DOCS_SECTION_*; or groups of high/normal/low-priority background jobs, where the constants are all named
- You may have cron jobs scattered in folders across the codebase, and you want a unified list of all of them along with the time they’re scheduled to run.
Custom item type definitions will appear as their own entries in the left sidebar.
Once you’ve filtered the items you’re looking for, you can define custom field matchers, which are regex patterns that let you extract important information from the source of each item. Since Tanagram statically operates over your source code, this can include information in comments. Field matchers will highlight matching content in the source code preview, and a capture group named
value can be used to extract a custom value for the matcher. For now, matchers only support the first matching result in an item’s source code; any subsequent matches won’t be included in the extracted value.
Extracted field values appear in additional columns in the main content list. This allows you to define a custom data model schema for browsing your codebase. For example, the “Owner” example in the screenshot example above shows up as an “Owner” column here:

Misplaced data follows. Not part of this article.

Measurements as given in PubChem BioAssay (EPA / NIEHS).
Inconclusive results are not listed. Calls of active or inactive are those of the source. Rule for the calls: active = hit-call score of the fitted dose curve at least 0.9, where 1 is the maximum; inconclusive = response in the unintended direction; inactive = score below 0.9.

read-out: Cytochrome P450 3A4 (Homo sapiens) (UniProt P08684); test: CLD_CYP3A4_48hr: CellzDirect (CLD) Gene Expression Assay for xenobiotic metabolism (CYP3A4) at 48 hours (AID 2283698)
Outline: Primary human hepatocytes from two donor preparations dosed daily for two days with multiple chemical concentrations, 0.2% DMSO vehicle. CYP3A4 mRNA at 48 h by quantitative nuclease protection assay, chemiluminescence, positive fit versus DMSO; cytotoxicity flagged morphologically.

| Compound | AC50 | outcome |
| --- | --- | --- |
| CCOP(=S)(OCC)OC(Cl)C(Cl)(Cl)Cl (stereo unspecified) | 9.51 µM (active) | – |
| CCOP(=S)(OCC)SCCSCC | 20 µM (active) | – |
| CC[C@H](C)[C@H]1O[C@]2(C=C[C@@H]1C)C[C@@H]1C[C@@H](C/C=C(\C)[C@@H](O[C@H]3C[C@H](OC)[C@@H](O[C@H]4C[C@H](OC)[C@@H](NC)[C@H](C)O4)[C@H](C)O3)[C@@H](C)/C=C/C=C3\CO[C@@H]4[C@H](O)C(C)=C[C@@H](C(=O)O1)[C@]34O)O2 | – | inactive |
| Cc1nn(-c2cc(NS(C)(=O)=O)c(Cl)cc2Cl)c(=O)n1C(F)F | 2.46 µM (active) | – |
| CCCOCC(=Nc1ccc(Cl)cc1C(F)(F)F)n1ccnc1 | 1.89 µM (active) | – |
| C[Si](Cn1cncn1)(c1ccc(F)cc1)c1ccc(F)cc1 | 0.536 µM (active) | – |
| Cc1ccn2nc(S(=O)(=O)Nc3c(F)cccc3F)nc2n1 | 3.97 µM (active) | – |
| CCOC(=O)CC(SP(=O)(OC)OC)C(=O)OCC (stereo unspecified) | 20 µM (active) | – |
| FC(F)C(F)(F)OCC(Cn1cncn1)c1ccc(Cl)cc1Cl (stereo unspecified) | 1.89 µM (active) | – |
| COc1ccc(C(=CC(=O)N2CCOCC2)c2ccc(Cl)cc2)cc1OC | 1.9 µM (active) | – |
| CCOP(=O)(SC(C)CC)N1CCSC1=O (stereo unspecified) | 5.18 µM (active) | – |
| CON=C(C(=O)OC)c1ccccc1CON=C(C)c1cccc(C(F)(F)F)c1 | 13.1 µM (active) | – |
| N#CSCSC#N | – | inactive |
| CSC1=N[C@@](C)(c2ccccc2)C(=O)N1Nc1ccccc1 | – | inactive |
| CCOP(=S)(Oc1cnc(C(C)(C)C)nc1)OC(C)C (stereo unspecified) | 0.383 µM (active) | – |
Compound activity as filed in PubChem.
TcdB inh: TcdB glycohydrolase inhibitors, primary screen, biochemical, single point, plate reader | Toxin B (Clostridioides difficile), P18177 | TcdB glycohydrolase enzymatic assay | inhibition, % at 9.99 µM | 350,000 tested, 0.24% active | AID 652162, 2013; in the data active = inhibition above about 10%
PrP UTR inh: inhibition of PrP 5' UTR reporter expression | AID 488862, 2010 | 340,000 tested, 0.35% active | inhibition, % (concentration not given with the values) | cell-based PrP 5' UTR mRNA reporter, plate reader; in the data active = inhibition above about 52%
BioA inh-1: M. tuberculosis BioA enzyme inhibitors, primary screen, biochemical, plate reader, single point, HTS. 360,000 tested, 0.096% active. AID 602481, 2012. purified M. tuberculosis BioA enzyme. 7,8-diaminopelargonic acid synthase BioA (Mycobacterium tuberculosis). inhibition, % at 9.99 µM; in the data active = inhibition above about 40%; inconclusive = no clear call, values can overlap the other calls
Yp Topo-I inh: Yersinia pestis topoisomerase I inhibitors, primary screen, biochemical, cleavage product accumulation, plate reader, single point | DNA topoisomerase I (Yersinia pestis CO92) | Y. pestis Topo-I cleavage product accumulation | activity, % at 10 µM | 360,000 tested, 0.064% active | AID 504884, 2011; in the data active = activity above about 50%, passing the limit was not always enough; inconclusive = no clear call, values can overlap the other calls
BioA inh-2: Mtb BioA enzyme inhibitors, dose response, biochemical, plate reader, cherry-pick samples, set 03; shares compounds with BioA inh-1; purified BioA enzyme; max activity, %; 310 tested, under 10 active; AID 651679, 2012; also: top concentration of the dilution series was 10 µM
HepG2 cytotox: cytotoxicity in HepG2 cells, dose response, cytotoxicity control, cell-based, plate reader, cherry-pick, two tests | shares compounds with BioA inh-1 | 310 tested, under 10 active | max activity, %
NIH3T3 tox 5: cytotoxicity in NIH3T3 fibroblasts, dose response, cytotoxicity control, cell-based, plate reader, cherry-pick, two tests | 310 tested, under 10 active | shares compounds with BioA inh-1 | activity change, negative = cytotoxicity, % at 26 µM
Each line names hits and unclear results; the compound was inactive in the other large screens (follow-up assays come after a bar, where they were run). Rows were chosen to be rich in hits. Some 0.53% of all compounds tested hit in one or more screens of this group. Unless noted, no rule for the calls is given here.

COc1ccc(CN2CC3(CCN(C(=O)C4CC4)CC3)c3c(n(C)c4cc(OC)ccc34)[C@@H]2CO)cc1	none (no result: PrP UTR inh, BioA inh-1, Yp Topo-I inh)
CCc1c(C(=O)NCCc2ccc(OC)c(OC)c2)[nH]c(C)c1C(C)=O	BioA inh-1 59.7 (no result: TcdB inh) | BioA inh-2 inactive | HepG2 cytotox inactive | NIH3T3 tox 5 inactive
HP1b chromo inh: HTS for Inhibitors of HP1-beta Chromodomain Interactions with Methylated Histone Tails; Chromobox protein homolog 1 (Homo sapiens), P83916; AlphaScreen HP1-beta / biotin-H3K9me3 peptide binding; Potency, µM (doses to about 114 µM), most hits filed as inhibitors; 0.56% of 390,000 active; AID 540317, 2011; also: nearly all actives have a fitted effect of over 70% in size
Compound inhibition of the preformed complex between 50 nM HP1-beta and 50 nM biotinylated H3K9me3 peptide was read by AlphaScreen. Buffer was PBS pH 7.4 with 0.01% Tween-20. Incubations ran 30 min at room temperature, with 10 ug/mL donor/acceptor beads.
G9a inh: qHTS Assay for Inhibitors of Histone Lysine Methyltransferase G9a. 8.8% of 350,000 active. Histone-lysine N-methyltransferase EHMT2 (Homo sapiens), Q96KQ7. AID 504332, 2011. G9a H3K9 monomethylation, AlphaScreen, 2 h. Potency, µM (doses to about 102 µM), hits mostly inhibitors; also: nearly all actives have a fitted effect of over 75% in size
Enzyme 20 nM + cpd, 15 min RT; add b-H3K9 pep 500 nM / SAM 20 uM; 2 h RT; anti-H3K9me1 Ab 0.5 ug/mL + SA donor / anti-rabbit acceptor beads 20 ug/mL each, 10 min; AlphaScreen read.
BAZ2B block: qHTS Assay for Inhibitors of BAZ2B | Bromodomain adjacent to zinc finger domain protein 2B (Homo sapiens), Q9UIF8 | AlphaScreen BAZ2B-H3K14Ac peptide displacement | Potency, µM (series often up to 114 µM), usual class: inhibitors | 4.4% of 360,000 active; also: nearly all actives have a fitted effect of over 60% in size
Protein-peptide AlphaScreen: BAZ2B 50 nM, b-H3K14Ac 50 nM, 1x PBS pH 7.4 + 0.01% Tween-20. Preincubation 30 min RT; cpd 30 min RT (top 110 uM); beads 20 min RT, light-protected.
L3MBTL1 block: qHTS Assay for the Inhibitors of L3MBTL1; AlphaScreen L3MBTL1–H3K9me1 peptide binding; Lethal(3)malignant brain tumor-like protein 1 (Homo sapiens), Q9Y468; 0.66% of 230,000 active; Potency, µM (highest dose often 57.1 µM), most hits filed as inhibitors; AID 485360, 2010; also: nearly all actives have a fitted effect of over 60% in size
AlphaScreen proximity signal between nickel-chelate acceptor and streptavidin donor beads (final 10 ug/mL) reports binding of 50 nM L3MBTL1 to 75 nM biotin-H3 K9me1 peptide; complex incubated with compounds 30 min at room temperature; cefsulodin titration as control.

/usr/local/bin/type-script-language-server. If your binary is somewhere else, you can change the setting here. typescript-language-server also depends on
node to be available in its
$PATH when it runs. By default, Tanagram runs typescript-language-server with
$PATH, implying that you have a
node binary at
/usr/local/bin/node. If your
node binary is in a different directory, you can set that directory here. Click Save to save your changes and restart Tanagram to apply those changes (sorry for the inconvenience).
.d.ts files and anything in
If you open a Swift project, you’ll also see a Project Settings entry at the bottom of the left sidebar. Currently, this just shows an option to open the compilation database wizard: